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We call a subset $A = \{a_1, a_2, a_3, \dots\}$ of $\mathbb N$ with $a_1 < a_2 < \dots $ transparent if $a_{k+1} - a_k$ goes to $\infty$ as $k \rightarrow \infty$. Is the following true? For every finite set $P$ of prime numbers, the set $A_P := \{p_1 \cdots p_s : p_i \in P\}$ is transparent.

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How can the limit approach infinity if $P$ is finite? –  J.C. Ottem Apr 9 '11 at 10:12
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@J.C. Ottem: primes can appear more than once in the product. @Jens Reinhold: yes, it is true. Your set $A_P$ is a subset of the set of $(\max P)$-smooth numbers, which thin out. –  felix Apr 9 '11 at 10:15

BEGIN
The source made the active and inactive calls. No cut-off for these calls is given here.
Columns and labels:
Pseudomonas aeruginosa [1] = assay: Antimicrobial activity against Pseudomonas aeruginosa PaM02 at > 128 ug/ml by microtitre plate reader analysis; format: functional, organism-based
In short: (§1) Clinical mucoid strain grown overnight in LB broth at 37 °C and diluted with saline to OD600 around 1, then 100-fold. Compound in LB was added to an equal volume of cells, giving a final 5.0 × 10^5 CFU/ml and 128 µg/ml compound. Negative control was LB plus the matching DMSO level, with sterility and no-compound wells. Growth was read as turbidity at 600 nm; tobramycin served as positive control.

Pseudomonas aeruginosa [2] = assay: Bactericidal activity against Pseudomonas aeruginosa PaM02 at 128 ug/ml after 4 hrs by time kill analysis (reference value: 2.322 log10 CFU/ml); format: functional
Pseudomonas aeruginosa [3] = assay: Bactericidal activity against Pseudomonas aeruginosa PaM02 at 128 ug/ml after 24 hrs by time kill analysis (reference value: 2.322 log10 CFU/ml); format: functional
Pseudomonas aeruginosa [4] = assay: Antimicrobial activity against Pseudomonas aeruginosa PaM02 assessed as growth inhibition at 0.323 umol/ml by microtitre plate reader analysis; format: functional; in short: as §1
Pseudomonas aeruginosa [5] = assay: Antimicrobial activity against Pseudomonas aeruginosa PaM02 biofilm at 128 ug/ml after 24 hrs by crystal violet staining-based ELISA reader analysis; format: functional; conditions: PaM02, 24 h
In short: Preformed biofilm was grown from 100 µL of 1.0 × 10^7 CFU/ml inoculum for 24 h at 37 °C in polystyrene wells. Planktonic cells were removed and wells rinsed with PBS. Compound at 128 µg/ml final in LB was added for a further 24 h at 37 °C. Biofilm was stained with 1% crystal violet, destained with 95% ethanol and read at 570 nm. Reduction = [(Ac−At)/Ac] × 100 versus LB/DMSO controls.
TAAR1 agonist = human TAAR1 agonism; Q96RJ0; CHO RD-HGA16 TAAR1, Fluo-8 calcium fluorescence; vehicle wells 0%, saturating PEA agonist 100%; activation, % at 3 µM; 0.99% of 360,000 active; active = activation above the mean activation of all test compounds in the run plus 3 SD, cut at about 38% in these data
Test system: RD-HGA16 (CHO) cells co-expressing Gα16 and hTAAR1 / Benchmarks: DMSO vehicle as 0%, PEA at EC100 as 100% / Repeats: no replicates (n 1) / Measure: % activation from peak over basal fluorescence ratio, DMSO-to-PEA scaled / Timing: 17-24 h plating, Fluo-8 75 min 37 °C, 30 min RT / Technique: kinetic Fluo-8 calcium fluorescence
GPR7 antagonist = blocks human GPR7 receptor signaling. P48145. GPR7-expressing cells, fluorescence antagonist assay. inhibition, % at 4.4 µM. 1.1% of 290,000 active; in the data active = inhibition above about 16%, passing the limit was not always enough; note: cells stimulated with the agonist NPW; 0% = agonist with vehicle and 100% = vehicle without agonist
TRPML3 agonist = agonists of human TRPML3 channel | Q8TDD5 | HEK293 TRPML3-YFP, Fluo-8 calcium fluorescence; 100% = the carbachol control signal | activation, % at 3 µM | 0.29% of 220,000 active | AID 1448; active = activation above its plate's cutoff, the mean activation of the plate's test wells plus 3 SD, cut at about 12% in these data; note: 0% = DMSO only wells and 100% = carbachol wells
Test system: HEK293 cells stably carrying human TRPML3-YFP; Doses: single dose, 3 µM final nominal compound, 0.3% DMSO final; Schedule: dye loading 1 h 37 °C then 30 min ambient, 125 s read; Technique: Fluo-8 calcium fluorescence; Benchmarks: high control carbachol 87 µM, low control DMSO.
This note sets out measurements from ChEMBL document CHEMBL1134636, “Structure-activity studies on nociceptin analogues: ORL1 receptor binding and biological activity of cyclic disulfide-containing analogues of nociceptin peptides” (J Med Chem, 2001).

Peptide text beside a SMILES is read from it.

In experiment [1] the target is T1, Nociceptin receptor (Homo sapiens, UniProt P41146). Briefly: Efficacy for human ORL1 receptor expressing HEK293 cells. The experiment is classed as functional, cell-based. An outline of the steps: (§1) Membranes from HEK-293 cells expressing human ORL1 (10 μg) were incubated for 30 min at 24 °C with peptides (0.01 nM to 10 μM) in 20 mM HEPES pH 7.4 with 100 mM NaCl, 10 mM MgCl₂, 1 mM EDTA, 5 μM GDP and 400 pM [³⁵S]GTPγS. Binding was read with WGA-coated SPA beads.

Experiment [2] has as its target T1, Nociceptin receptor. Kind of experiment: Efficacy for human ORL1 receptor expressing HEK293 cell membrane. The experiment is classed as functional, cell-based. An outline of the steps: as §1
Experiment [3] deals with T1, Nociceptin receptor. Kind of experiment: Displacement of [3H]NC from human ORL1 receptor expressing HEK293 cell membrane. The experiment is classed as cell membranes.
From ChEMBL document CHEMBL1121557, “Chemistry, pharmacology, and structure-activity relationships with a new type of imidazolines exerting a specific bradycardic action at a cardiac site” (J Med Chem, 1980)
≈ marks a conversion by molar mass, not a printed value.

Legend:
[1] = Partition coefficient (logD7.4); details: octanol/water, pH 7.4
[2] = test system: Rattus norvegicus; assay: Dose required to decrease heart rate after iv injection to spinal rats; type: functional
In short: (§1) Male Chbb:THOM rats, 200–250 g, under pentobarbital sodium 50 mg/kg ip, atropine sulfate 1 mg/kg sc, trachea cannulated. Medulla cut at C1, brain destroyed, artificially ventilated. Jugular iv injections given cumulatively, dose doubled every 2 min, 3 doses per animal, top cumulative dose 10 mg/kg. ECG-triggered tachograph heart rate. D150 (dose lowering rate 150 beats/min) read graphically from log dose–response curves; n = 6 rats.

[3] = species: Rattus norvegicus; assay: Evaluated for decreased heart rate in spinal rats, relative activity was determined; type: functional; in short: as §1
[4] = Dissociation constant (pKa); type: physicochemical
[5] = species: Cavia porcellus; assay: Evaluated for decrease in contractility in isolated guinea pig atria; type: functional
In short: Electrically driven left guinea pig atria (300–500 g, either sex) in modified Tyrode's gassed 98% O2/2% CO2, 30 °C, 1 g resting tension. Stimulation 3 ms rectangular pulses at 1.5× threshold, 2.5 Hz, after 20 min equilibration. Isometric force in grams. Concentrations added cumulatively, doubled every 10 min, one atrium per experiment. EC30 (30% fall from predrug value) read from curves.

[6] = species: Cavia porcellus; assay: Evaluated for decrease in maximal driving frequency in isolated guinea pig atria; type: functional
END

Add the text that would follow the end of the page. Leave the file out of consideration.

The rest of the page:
(If this would not be true, factoring large integers would be much easier...) –  felix Apr 9 '11 at 10:16
    
@Felix: the (max P)-smooth numbers form a very thin set, yes, but that does not preclude the possibility that it also contains pairs of consecutive integers infinitely often. Thus "thin out" is not a proof, indeed it is a restatement of the problem. –  Greg Martin Apr 12 '11 at 22:03
    
by the way, "friable" is a better term than "smooth" in this context, despite the latter's head start in the literature –  Greg Martin Apr 12 '11 at 22:04

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up vote 8 down vote accepted

Proving that $a_{k+1}-a_k\to \infty$ reduces to proving that $$a_{k+1}-a_k=n$$ has finitely many solutions for every $n$. If you let $S$ be the set of prime divisors of $n$ union $P$, then this follows from the S-unit theorem.

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